So far, I only skimmed through your present article, but I did read the 2008 (or rather, the 2006) version thoroughly at the time. My understanding was that it gives a very interesting description of what happens between a preparation and a measurement, but it does not give a definite prescription for calculating the probabilities for different outcomes of the said measurement (for this reason, I did not include it in the comparison table in my article on Bell’s theorem, as noted there). It seemed to me that, implicitly, one is to calculate these probabilities by the usual rules of QM. That is quite distinct from Bohmian mechanics, where there is a clear independent prescription for evaluating probabilities for measurement results (and, in fact, if the original density distribution is taken as non-standard, one may obtain non-QM results).
Let me ask: Have I understood correctly? Is the current updated version different in this sense?
Of course, even if the answer is negative, your work does accomplish a lot, and is quite impressive. And also, it is in good company – the two-time formalism of Aharonov et al shares this attribute – it provides no way of predicting the outcome probabilities of the final measurement (other than using standard QM).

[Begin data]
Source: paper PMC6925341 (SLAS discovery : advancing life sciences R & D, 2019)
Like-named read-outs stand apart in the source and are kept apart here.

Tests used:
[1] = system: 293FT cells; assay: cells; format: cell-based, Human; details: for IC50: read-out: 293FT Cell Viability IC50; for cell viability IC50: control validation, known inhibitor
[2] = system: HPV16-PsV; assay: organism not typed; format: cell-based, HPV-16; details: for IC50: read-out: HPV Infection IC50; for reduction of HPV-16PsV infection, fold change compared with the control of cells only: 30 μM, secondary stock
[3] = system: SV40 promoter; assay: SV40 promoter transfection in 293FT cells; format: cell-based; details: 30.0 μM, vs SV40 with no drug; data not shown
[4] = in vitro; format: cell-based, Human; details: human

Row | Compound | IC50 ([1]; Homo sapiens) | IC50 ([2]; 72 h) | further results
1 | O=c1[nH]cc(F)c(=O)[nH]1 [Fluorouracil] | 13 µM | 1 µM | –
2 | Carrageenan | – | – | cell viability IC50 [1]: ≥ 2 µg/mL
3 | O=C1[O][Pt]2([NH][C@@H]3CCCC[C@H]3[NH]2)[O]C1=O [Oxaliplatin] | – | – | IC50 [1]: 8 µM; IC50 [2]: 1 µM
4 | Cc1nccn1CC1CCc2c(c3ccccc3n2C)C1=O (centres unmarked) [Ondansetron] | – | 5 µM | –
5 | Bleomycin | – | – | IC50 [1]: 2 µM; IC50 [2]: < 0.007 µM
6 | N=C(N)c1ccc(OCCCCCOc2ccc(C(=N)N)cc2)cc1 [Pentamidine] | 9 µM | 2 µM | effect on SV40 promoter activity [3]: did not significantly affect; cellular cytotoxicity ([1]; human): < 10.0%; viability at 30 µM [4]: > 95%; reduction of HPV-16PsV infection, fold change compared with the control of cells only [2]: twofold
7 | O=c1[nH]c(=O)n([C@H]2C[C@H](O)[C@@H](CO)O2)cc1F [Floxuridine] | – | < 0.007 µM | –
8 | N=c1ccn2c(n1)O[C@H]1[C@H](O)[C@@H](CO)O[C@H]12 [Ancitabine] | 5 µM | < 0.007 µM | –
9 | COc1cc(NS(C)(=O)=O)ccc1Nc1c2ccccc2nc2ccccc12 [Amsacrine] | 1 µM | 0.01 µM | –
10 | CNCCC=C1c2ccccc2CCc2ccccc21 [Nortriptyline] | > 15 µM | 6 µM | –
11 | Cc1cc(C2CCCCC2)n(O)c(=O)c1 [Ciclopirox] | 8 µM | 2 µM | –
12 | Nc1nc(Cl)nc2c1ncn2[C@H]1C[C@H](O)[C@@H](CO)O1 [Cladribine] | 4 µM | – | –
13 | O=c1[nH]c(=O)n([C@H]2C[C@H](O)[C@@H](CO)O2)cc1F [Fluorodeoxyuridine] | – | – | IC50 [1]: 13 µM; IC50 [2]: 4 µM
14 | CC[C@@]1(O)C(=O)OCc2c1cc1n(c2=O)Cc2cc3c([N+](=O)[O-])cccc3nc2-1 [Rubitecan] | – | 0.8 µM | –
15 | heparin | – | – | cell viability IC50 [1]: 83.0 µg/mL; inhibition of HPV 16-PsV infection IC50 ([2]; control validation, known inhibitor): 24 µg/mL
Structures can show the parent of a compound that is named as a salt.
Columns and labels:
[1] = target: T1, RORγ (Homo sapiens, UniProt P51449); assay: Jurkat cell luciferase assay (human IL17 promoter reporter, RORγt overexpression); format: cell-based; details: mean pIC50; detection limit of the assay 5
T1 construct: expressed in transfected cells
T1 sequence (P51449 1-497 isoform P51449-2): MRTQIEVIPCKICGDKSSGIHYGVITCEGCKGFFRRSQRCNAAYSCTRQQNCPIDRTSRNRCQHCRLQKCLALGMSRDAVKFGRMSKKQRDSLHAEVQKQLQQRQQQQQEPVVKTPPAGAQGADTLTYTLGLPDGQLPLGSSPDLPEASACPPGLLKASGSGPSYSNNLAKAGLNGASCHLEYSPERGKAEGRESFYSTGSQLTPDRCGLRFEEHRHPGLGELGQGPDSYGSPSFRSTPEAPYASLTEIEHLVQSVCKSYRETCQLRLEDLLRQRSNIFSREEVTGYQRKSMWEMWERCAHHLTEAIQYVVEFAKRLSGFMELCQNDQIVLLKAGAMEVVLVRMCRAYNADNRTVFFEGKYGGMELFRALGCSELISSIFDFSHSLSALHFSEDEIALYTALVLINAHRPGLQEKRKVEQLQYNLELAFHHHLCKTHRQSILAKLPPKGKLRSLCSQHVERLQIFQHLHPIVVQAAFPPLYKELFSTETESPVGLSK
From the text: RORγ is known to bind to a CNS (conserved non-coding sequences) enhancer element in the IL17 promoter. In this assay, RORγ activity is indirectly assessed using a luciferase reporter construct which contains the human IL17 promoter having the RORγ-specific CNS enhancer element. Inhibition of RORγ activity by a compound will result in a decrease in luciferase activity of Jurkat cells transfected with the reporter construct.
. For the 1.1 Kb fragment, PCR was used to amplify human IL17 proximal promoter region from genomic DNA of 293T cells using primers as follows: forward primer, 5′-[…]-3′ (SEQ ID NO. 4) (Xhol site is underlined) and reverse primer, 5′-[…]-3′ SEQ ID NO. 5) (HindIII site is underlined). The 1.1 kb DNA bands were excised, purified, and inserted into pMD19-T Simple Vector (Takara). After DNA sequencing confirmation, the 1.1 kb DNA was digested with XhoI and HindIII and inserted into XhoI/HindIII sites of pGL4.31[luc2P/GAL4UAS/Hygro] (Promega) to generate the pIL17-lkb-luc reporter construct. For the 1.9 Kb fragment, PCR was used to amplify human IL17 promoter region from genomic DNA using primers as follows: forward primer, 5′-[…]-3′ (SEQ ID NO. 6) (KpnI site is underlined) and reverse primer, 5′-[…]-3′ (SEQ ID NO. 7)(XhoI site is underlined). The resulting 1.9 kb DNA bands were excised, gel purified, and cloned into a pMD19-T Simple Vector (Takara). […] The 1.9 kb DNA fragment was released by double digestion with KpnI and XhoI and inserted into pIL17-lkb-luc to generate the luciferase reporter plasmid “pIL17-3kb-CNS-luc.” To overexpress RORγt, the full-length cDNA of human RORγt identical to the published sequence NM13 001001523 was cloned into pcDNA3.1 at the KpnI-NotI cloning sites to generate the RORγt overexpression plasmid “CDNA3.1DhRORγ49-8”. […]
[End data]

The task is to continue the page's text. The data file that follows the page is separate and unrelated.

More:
The short answer to your question is that my model is simply an “add-on” to quantum mechanics and so just assumes the Born rule for probabilities as part of the pre-existing formalism. Yes, I would certainly like to see a more fundamental derivation of this rule, but my personal opinion is that none of the interpretations of QM have succeeded in doing this in a way that is rigorous and generally accepted.
In the case of the standard Bohm model, all the maths seems to tell us is that if we start with the Born distribution then this distribution will persist through time. My understanding is that attempts have been made to show that other distributions will decay with time to the right one, but that these attempts have not been fully convincing. So it seems to me that the usual model is essentially just resorting to the rules of QM too. It is true that the Bohm theory of measurement is impressive and constitutes an advance (in my opinion), but again a similar version can be formulated for the my model (Sec. 13 in my 2008 paper). In particular, given the initial probability distribution for position provided by my model, the maths ensures that this distribution is maintained through time.
Finally, concerning non-standard distributions, I would have thought that both models are on the same footing in being able to accommodate them.
Anyway, this time it’s my turn to ask if I’m understanding things correctly.